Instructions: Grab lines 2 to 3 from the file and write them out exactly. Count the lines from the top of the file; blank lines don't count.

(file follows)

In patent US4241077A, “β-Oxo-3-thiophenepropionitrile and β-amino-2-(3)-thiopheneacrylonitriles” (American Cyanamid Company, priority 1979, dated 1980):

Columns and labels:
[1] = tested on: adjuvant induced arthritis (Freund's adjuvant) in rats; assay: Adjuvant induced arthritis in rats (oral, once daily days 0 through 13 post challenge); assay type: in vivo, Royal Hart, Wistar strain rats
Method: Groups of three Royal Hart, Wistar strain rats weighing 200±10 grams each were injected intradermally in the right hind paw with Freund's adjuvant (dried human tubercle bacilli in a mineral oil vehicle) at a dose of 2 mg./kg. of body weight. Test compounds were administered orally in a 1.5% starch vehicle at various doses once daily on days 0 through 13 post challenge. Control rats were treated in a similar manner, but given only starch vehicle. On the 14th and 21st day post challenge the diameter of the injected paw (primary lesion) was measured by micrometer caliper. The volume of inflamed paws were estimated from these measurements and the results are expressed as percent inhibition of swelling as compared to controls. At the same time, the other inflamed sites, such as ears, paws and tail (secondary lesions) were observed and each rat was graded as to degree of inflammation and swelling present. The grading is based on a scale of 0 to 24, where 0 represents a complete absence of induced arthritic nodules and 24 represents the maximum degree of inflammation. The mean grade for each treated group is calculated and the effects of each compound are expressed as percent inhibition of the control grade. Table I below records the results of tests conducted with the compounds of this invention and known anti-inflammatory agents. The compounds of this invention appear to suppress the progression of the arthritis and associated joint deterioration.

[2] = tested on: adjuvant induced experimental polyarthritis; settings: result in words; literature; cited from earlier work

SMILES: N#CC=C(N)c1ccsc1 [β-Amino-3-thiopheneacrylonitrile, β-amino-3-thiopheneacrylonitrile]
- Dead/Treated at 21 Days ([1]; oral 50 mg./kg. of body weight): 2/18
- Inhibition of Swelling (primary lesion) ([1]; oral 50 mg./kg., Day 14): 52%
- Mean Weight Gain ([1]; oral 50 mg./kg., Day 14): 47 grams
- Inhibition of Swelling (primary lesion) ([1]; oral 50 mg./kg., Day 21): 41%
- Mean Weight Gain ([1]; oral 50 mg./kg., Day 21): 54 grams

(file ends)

Columns and labels:
[1] = tested on: adjuvant induced arthritis (Freund's adjuvant) in rats; assay: Adjuvant induced arthritis in rats (oral, once daily days 0 through 13 post challenge); assay type: in vivo, Royal Hart, Wistar strain rats